action that he understood Nan-ch'tian's idea. Subjectively, Chao-
chou's mind was full of the Truth, and objectively, it was com-
muning with another mind which had had this same experience.
Chao-chou Ts'ung-shen, one of the best disciples of Nan-
ch'tian, came to be known as one of the great masters of Ch'an. He
lived to a great old age, in fact, to the age of 120 years. He did not
establish a distinctive school, but his teachings were unique, as was
his personal style. He did not use a stick to give his questioners
thirty blows, nor did he awaken their minds by the use of the ex-
clamatory "Ho!" His words were always plain and ordinary, words
used by common people in their everyday activities. In his dia-
logues we rarely find the sharp exchanges that occur in the
dialogues of Ytin-men Wen-yen, nor the extremely forceful rebukes
such as were uttered by Lin-chi I-hstian. It was through very simple
talk, effortless and unornamented, that he revealed his spiritual
understanding and transmitted it to his devotees. Many of his
sayings became classics and were used by later teachers of Ch'an.
Chao-chou's methods were greatly influenced by Ma-tsu and by
Nan-ch'tian P'u-ytian. Once when Chao-chou was still a disciple of
Nan-ch'tian, he asked his master for the real meaning of Ch'an.
The Master pointed out to him that everyday-mindedness is Ch'an.
Chao-chou then asked if it were possible to approach it. Nan-ch'tian
answered, "If you approach it, you will miss it, but when one has
really attained it without intention, one is as if in a great void, free
from obstructions and limitations."
This non-intentional approach, free from assertion and nega-
l'lO
Illogical and Unconventional Approaches to Ch'an
tion, was applied later on by Chao-chou to his own disciples. Once
a monk questioned Chao-chou about Ch'an, and Chao-chou
awakened him in the following fashion. "Have you finished your
rice gruel?" Chao-chou asked. "Yes, I have finished it," the monk
replied. "Then go and wash your dishes," said Chao-chou.
This simple activity of the Ch'an monk, washing the dishes
after eating gruel, is the most ordinary thing, the sort of .activity
that is completely spontaneous and requires no mental effort.
\Vhile engaged in it, a man is free from assertion and negation.
\Vhen one reaches this state of mind, one's inner power meets
with no obstructions or limitations, and it was thus that the mind
of Chao-chou's disciple was awakened.
Another time Chao-chou was asked, "Since all things return to
One, where does this One return to?" His reply was, "When I was
in Tsing-chou I had a robe made which weighed seven chin." This
kung-an became famous.and was used many times by later masters
in their efforts to answer the question, "Where does the One
return to?" Many students of this kung-an tried to reason out some
answer in terms of the weight of the robe and in the relationship
between Chao-chou and the town of Tsing-chou, but it was pre-
cisely this sort of intellectual interpretation that Chao-chou most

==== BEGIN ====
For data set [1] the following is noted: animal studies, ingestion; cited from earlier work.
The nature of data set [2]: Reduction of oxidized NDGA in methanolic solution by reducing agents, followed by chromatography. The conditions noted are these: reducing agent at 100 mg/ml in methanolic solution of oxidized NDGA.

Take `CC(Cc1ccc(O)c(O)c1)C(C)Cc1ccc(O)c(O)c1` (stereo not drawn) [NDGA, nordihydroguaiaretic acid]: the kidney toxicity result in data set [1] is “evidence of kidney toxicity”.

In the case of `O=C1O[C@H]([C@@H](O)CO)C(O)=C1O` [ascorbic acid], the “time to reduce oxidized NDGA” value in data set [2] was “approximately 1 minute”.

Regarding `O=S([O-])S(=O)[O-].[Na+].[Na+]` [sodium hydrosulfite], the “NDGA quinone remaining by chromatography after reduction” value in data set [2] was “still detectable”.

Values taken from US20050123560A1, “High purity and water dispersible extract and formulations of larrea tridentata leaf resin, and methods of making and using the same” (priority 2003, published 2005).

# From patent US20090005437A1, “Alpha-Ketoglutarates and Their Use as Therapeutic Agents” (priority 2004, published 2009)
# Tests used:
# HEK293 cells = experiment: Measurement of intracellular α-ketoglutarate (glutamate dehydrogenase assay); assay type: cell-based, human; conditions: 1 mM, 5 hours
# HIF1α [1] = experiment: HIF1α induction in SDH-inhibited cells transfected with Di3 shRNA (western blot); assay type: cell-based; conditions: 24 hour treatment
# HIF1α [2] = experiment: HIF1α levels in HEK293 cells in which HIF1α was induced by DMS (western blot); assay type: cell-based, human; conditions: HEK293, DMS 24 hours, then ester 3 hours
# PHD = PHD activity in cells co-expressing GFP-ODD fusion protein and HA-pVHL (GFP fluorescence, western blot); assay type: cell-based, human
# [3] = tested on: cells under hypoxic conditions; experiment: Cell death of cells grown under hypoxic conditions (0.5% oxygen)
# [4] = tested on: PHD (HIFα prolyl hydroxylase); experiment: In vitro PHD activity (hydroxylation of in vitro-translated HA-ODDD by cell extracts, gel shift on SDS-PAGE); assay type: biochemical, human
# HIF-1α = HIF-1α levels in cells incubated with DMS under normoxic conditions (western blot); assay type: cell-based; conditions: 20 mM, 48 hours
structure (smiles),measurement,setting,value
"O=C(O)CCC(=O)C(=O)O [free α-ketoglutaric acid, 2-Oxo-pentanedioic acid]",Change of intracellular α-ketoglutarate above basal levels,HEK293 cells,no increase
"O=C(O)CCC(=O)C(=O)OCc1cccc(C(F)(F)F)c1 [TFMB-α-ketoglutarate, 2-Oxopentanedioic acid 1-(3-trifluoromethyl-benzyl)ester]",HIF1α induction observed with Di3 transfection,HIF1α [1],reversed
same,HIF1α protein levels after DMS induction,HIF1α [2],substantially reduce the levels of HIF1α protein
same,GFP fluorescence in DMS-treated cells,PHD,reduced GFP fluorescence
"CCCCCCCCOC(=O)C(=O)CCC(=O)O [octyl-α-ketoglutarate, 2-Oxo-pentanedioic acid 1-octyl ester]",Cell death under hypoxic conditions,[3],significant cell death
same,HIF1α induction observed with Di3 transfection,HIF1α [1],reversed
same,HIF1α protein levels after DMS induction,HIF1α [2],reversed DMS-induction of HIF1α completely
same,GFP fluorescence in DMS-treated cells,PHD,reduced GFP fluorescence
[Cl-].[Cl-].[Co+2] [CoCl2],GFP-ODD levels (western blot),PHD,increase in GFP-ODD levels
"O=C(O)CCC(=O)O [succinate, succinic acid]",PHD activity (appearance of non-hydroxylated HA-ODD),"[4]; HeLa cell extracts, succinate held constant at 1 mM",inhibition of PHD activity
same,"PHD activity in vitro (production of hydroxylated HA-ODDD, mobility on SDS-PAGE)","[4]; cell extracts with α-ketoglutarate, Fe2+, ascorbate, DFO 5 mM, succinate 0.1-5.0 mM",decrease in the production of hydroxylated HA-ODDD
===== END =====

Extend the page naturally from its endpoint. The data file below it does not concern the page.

wanted to avoid. To attain Ch'an one should be absolutely free
from thought and merely respond to questions without delibera-
tion. Chao-chou's answer simply reflected what was in his mind at
that moment-indeed an effortless answer, without artificiality or
intentional skill.
Once, when asked what the famous stone bridge of Chao-chou
was, he replied, "Horses pass over it, donkeys pass over it." Again,
when a disciple was going to see Hsi.ieh-feng I-ts'un and asked him
whafhe should say, Chao-chou told him, "\Vhen it is winter, speak
cold; when it is summer, speak hot." Animals passing over a bridge,
people talking about the weather-these are statements of every-
day-mindedness. When a later master, Pao-tzu Wen-ch'i, com-
mented on the teachings of everyday-mindedness as originated by
Ma-tsu and handed down from Nan-ch'i.ian to Chao-chou, he
sang:
ILLOGICAL AND UNCONVENTIONAL APPROACHES TO CH' AN
Drinking tea, eating rice,
I pass my time as it comes;
Looking down at the stream,
Looking up at the mountain,
How serene and relaxed I feel indeed!
Drinking tea, eating rice, looking at the stream and the moun-
tain: all are as commonplace as Chao-chou's seven-chin robe, the
stone bridge, the dishwashing, winter and summer, and many
other such answers recorded in this fascicle. They are simple, free,
and spontaneous.
Once Chao-chou asked his master, Nan-ch'iian, "Where should
one rest after one has attained Tao [Ch'an ]?" "One should become
a buffalo down the hill," was Nan-ch'iian's answer. Chao-chou
bowed deeply. Thereupon Nan-ch'iian remarked, "In the middle
of last night the moonlight shone on the window." In the Ch' an-
lin Lei-chu, or Collection and Classification of Ch' an Materials, we
have this poem:
What our eyes see is "ordinary."
It does not frighten people,
But it always remains
Like the moonlight on the chilled window;
Even in the middle of the night it shines upon thatched
cottages.
We must not be misled into thinking that references to the buf-
falo down the hill or moonlight on the windows limit us to what is
plain and ordinary. Rather, it is through such directness and sponta-
neity that the "great function," so often stressed by the Ch'an
Buddhists, takes place. When we look at the famous painting of
six persimmons attributed to Mu-ch'i, now preserved in the Dai-
tokuji Temple in Kyoto, we are enchanted by the clarity of vision
of this great Chinese painter of the thirteenth century. These six
contours, naive and unelaborated, reveal the wisdom of the artist.
What is true of Mu-ch'i's brushwork is likewise true of Chao-
chou's answers. The "seven-chin robe," "the cypress tree in the
courtyard," "the clay statues in the hall''-all of these manifest the
I11ogical and Unconventional Approaches to Ch'an
great potentiality of Chao-chou. If we feel joy when we look at the